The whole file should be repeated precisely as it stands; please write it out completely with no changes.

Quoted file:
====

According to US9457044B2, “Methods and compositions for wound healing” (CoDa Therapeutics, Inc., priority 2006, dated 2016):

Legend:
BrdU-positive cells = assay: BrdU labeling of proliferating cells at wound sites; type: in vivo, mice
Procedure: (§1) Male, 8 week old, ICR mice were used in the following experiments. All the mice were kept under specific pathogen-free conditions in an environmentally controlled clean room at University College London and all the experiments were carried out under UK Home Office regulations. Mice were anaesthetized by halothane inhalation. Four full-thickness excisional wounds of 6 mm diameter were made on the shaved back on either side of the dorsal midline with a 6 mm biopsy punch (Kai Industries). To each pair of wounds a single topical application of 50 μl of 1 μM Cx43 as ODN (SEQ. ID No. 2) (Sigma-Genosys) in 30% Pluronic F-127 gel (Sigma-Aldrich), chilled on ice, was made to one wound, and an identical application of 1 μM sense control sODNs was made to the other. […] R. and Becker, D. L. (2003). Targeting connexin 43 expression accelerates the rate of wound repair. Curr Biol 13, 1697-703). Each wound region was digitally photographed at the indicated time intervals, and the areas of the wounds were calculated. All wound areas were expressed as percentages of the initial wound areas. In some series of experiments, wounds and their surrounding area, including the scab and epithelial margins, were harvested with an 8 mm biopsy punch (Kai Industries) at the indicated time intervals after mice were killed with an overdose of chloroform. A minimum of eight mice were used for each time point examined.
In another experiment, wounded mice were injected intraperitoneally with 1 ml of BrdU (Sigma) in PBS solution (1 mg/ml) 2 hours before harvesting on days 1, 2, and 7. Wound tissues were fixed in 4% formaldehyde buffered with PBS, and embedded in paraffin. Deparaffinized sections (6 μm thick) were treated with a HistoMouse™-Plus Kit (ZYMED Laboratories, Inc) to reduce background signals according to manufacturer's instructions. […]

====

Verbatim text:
According to US9457044B2, “Methods and compositions for wound healing” (CoDa Therapeutics, Inc., priority 2006, dated 2016):

Legend:
BrdU-positive cells = assay: BrdU labeling of proliferating cells at wound sites; type: in vivo, mice
Procedure: (§1) Male, 8 week old, ICR mice were used in the following experiments. All the mice were kept under specific pathogen-free conditions in an environmentally controlled clean room at University College London and all the experiments were carried out under UK Home Office regulations. Mice were anaesthetized by halothane inhalation. Four full-thickness excisional wounds of 6 mm diameter were made on the shaved back on either side of the dorsal midline with a 6 mm biopsy punch (Kai Industries). To each pair of wounds a single topical application of 50 μl of 1 μM Cx43 as ODN (SEQ. ID No. 2) (Sigma-Genosys) in 30% Pluronic F-127 gel (Sigma-Aldrich), chilled on ice, was made to one wound, and an identical application of 1 μM sense control sODNs was made to the other. […] R. and Becker, D. L. (2003). Targeting connexin 43 expression accelerates the rate of wound repair. Curr Biol 13, 1697-703). Each wound region was digitally photographed at the indicated time intervals, and the areas of the wounds were calculated. All wound areas were expressed as percentages of the initial wound areas. In some series of experiments, wounds and their surrounding area, including the scab and epithelial margins, were harvested with an 8 mm biopsy punch (Kai Industries) at the indicated time intervals after mice were killed with an overdose of chloroform. A minimum of eight mice were used for each time point examined.
In another experiment, wounded mice were injected intraperitoneally with 1 ml of BrdU (Sigma) in PBS solution (1 mg/ml) 2 hours before harvesting on days 1, 2, and 7. Wound tissues were fixed in 4% formaldehyde buffered with PBS, and embedded in paraffin. Deparaffinized sections (6 μm thick) were treated with a HistoMouse™-Plus Kit (ZYMED Laboratories, Inc) to reduce background signals according to manufacturer's instructions. […]